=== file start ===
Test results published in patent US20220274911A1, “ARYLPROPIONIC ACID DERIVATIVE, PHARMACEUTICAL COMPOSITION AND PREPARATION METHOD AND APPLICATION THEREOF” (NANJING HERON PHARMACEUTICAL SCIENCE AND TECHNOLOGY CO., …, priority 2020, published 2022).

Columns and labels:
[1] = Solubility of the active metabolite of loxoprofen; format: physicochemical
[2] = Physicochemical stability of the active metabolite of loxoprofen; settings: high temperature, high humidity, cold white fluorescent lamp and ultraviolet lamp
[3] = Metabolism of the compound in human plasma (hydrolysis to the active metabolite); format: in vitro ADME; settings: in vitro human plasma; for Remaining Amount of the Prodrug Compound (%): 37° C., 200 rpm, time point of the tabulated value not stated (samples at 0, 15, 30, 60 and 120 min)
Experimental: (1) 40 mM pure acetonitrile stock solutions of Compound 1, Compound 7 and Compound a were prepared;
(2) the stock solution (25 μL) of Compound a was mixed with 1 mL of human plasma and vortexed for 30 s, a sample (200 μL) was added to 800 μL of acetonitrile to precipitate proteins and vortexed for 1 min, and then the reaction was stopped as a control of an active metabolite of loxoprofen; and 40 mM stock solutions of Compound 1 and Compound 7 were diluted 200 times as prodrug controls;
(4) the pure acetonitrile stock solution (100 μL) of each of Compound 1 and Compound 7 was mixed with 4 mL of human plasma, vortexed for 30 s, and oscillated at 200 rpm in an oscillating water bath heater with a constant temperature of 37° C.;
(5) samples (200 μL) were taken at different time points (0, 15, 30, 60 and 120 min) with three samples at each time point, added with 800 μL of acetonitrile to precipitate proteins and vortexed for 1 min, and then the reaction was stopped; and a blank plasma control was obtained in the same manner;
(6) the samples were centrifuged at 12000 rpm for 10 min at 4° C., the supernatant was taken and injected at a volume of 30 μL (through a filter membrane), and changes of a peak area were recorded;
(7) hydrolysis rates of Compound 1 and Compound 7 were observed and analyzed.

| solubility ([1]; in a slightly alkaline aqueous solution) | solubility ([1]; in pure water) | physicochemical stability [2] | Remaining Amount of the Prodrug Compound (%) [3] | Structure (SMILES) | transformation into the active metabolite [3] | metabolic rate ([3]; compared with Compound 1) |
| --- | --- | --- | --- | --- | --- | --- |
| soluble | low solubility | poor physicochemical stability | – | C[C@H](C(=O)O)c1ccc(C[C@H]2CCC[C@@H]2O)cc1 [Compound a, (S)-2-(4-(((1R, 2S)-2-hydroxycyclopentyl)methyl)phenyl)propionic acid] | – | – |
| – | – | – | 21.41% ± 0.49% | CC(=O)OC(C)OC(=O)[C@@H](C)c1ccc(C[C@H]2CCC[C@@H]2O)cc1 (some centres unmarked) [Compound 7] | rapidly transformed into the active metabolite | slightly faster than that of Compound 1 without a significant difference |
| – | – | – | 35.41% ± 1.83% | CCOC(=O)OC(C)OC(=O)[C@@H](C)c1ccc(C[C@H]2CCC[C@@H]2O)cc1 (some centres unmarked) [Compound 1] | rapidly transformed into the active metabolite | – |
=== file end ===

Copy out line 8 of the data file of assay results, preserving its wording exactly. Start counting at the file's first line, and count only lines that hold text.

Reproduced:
(4) the pure acetonitrile stock solution (100 μL) of each of Compound 1 and Compound 7 was mixed with 4 mL of human plasma, vortexed for 30 s, and oscillated at 200 rpm in an oscillating water bath heater with a constant temperature of 37° C.;